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Community right to bid

The Localism Act gives local communities the chance to nominate, for inclusion on a formal register, assets that are of value to the local community (assets of community value). Communities also have the right to bid to purchase registered assets of community value if they come up for sale.

Assets of community value

An asset is a physical building or land and can be privately owned – it does not have to belong to the council or a public sector organisation. Examples of assets that would be eligible are:

  • community centres
  • libraries
  • leisure centres
  • the last public house / shop in an area
  • post offices
  • theatres
  • museums

For an asset to be eligible, either

a) its current main use must further the social interests or social wellbeing of the local community, and it must be realistic to think that such a use can continue,

or

b) a use in the recent past must have furthered the social interest or social wellbeing of the local community, and it must be realistic to think it could be brought back into such use within the next five years.

Organisations that are eligible to nominate must have a local connection and be:

a) a town or parish council
b) a local neighbourhood planning forum under the Town and Country Planning Act
c) an unincorporated community group whose members include at least 21 individuals registered to vote in the local authority’s area
d) a charity
e) a company limited by guarantee or industrial provident society that does not distribute any profit to its members
f) a community interest company

The council is not able to self-nominate assets.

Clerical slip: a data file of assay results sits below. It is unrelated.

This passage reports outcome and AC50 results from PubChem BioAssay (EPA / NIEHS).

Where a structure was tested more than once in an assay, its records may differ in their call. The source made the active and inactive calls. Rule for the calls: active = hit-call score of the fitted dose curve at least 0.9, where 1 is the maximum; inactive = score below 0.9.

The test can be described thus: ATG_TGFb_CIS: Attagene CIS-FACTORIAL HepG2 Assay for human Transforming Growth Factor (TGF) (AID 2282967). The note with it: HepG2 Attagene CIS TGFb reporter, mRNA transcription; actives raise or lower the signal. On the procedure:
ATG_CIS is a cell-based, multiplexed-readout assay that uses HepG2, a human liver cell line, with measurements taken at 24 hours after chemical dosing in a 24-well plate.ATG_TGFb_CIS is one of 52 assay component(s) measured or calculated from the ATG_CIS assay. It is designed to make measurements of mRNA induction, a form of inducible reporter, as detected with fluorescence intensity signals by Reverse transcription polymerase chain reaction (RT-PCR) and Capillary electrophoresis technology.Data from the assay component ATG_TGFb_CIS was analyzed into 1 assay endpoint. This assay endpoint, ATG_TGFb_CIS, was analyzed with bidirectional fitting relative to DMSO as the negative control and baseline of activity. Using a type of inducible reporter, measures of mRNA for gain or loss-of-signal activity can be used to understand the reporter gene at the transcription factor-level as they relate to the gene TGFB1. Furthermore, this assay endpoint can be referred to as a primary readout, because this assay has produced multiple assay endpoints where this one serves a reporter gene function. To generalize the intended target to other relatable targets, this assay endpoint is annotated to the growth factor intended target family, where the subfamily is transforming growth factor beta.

Only organisations listed under d – f above may trigger the six month moratorium period (see below), although a town or parish council may also trigger the moratorium if the asset is in the parish council’s area.

If the owner of a listed asset decides to sell, they must notify the council. We will then notify whoever nominated the asset and publicise the fact on our website. At this stage interested community groups have a six week period to inform us that they intend to submit a bid. If notice is not received within this period then the landowner is free to dispose on the open market. If notice is received then the full moratorium period begins. This period is six months from the date the landowner informed the council of their intention to sell. Within this period the landowner can only dispose of the asset to an eligible community or voluntary organisation.

No definition for social wellbeing has been laid down by the Localism Act or Regulations. It is up to the nominator to make a case for meeting the eligibility criteria.

The moratorium process

Receiving notification of a proposed disposal of a registered asset. triggers the start of the moratorium period and the relevant end dates (interim full and protected periods). The applicant is notified and the relevant dates are confirmed with all parties.

If we don’t receive further community interest in six weeks, the owner is notified that they can proceed.

If we receive an expression of interest from a community group in the area, we will forward this to the owners and notify all parties that the full moratorium has commenced. We will also notify all parties of the end dates of the full moratorium (six months) and the protected period.

At the end of the moratorium we will, if necessary, ask whether agreement has been reached and will amend the list accordingly.

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